As Harry’s Fine Foods finishes with Capitol Hill crowdfunded boost, Galerie 23 seeks $325K

Harry's Fine Foods is opening... soon (Image: CHS)

Harry’s Fine Foods is opening… soon (Image: CHS)

How much does it cost to open a “gourmet restaurant” on Capitol Hill? $325,000. More, actually. But that’s the total chef Rob Sevcik is looking to raise in a crowdfunding campaign to open Galerie 23 on Capitol Hill:

What I need is a sum of $325,000 dollars to purchase a local restaurant that is for sale. I have searched and searched and this opportunity is perfect. It is the right size, has the correct equipment and is located perfectly. I know I will be able to accomplish some truly amazing things with this space if contributors can help me achieve the purchase.

Sevcik’s “founders” won’t walk away empty handed, of course, for their act of generosity. The Thierry Rautureau protege will present his donors with equivalent gift cards and dinner experiences in return for their cold hard cash.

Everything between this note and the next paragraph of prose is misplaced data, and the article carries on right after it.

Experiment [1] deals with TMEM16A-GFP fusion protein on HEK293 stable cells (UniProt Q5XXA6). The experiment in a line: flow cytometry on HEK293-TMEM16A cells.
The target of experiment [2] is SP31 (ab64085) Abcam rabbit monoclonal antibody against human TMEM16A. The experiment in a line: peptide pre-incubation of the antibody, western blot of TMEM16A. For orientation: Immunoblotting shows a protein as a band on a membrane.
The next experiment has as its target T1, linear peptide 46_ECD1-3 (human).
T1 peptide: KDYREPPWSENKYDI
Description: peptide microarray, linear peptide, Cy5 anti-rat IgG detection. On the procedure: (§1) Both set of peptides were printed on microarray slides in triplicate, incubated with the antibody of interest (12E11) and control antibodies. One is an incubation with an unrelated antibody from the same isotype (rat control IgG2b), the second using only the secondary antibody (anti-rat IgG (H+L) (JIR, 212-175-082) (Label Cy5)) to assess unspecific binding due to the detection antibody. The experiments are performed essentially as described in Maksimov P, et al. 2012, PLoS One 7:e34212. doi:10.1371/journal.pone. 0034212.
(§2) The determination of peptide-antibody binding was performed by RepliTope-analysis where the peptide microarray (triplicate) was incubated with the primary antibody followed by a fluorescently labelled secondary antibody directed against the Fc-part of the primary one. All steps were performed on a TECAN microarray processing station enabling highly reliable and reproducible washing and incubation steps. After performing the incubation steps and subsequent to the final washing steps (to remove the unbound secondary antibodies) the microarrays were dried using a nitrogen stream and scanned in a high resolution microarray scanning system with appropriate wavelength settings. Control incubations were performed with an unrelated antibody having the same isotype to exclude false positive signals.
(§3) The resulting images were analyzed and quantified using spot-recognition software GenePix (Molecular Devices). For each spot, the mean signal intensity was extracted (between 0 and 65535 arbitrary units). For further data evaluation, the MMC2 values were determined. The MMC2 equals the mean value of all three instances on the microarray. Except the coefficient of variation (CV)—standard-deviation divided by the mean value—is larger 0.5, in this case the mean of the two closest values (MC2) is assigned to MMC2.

We heard back from Sevcik about his project but, at this point, can’t say what existing restaurant he has his eyes on. Plenty are available. Sevcik was originally looking at a space on E Pine in new development but tells CHS the price was out of his league. He’ll have his work cut out for him raising enough via the campaign. After about two weeks, he has around $2,300 of his goal pledged by backers. Continue reading

CHS Pics | ‘Wall’ mural remembers Orlando on Bellevue Ave E

A work in tribute to the victims and survivors of the Pulse nightclub shooting has become part of the streetscape at Bellevue and Mercer.

Artist Mariah Widman pasted up pieces of her “Wall” mural Sunday night. It represents the holes knocked out by police as they responded to rescue survivors in the deadly Orlando shooting in which a gunman killed 49 people and injured 53 more. The work represents the wall of Pulse as both a barrier that had to be breached and a symbol of resiliency, Widman said. Continue reading